Defense: Crystal Mangum 'nicked' boyfriend's colon with kni

Defense: Crystal Mangum 'nicked' boyfriend's colon with knife

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The court also heard 911 calls made the night of the stabbing by Wilson and Mangum. At one point, Mangum began crying while listening to the recordings. The court also heard 911 calls made the night of the stabbing by Wilson and Mangum. At one point, Mangum began crying while listening to the recordings.
DURHAM, N.C. -

After two full days of jury selection, Crystal Mangum's murder trial began in Durham with opening statements and witness testimony Thursday afternoon.

Mangum, who falsely accused Duke lacrosse players of rape in 2006, is charged with the murder of her boyfriend, Reginald Daye.

Mangum is accused of stabbing Daye during a domestic dispute April 3, 2011, at his apartment in Durham. She has claimed she stabbed her boyfriend in self-defense. Mangum is also charged with larceny.

She has pleaded not guilty to all charges.

Assistant District Attorney Charlene Coggins-Franks outlined for the jury what they will hear during the coming days.

She said Mangum and Daye went to a party on the evening of April 3 and at some point started to argue.

Franks said Mangum used a knife to stab Daye, went out of the house and to a cousin's apartment, where she told someone what happened.

Franks said it was only after talking with other people that Mangum called 911 and hung up before giving all of the information she needed to give.

Ten days after the stabbing, Daye died, Franks said.

Defense attorney Daniel Meier said he and Mangum do not disagree with everything the state says.

He confirmed Mangum and Daye got into an argument.

Meier said throughout the trial, the jury will hear Daye's perspective through witnesses who talked with him.

Daye admitted to holding Mangum down on the bed until she calmed down and stopped "disrespecting" him, Meier said.

At one point during the argument, Mangum locked herself in the bathroom, Meier told the jury.

Daye thought she was calling police and kicked the door down, ripping it off the frame, and went into the bathroom, dragging Mangum into the bedroom by her hair, Meier said.

At that point, Mangum stabbed Daye a single time in his side, Meier said.

Daye never hit Mangum, but admitted to holding her down and dragging her by her hair, Meier said, adding that Mangum tried to leave three times, but Daye wouldn't let her go.

Daye was taken to Duke University Medical Center, and where it was discovered his colon was "nicked" by the knife, Meier said.

He had surgery and was expected to fully recover, Meier said.

On April 6, Daye had a lack of oxygen to his brain, and went brain dead. He was then taken off of life-support, Meier said.

The prosecution began calling witnesses to the stand Thursday.

Daye's cousin, Hasan Wilson, testified that he did not see Mangum and Daye arguing the night of the stabbing.

Carlos Wilson, Daye's nephew, then testified that Daye showed up at his door "somewhat in a panic state" bleeding after the stabbing. Wilson was the first to call 911.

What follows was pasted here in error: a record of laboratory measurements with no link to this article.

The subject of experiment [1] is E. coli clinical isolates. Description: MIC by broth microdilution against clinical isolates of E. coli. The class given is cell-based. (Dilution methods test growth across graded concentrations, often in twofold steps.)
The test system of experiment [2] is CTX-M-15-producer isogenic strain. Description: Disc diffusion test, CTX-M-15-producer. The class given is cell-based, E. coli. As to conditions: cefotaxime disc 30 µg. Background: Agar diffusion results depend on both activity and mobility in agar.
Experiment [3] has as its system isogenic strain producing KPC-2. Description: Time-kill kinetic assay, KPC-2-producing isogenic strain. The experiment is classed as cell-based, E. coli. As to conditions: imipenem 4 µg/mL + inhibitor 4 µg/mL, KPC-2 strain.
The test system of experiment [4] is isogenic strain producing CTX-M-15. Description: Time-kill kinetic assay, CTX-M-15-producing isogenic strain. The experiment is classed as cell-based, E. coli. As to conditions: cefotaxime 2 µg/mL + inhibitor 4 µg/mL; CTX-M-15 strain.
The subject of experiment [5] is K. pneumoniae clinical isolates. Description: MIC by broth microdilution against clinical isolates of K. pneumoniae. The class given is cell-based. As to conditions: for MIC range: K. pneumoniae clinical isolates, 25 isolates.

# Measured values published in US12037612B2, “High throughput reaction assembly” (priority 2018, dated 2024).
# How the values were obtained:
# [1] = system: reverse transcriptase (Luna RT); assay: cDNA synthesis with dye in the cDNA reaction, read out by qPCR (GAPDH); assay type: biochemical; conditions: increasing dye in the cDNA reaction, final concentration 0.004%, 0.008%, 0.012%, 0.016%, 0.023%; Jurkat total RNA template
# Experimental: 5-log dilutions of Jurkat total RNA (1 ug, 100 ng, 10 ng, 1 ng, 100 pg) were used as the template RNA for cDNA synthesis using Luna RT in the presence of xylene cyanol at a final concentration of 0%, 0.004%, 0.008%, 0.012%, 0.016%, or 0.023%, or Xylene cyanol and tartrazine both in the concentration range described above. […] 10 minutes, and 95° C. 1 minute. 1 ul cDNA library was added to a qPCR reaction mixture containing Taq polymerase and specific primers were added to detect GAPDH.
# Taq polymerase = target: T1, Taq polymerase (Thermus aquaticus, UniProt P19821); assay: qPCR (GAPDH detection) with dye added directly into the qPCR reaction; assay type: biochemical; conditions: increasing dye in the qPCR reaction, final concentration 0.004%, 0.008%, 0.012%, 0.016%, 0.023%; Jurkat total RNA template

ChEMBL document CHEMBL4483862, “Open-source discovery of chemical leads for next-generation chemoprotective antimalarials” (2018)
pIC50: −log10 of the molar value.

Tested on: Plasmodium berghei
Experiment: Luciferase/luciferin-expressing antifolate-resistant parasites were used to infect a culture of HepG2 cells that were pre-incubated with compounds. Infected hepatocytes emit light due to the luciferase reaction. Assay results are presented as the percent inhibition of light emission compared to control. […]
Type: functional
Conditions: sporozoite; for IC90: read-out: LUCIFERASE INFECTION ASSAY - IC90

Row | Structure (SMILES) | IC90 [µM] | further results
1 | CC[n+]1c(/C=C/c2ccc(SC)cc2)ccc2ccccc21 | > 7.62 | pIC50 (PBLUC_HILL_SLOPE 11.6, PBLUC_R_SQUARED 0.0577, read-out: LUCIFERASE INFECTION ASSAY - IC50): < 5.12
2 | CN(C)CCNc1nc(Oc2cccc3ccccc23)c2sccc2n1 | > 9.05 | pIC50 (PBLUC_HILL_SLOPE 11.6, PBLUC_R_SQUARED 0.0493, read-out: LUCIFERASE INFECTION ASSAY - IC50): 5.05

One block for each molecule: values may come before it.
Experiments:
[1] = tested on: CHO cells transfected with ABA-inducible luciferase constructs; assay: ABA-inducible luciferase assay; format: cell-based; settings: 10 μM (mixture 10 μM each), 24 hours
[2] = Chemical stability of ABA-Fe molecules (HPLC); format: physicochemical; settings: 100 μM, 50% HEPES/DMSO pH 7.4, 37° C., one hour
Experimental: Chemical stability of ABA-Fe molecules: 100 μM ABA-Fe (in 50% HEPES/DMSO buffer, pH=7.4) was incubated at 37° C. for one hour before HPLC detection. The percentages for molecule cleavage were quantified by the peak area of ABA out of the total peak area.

"He was trying to stay calm, but he was in a lot of pain," Wilson said.

He said he saw the apartment where the stabbing happened, seeing a mess and the knife.

"I couldn't get the image of how the apartment looked out of my head," Wilson said.

Wilson testified he did not see Mangum at the apartment at that time.

He also said that it "didn't take much to push the door in" on the bathroom, saying it was a "cheap fabrication."

Wilson said Daye did not have a history of abusing girlfriends, adding he was usually the one abused.

"Reggie was more of a lover than a fighter," he said.

"I used to joke with him a lot about women beating him up," Wilson said.

The court also heard 911 calls made the night of the stabbing by Wilson and Mangum. At one point, Mangum began crying while listening to the recordings.

Durham Police Officer Bradley Frey, who testified he was the second or third officer on the scene, said he saw two or three knives in the apartment. One of them was stabbed into a couch. Officer Frey also said he saw three bottles of beer and a trail of blood droplets in the apartment and then found Daye.

Officer Frey said that Daye told him he and Mangum were arguing about money.

Officer C.N. Walker said when officers found Mangum, she was lying face down on the floor of her aunt's house.

"It kind of appeared she was intoxicated," he said.

He asked her at least twice to stand up, before having to help her off the floor.

When Walker took Mangum to the police department, he said she "kept trying to wiggle" out of her handcuffs, and successfully got the handcuffs off of one hand.

The judge dismissed the jury at 3:30 p.m. Thursday.

The trial in Durham County Superior Court is expected to take about five to seven days. Judge Paul Ridgeway of Wake County told potential jurors the trial could potentially continue into the week of Thanksgiving or after.

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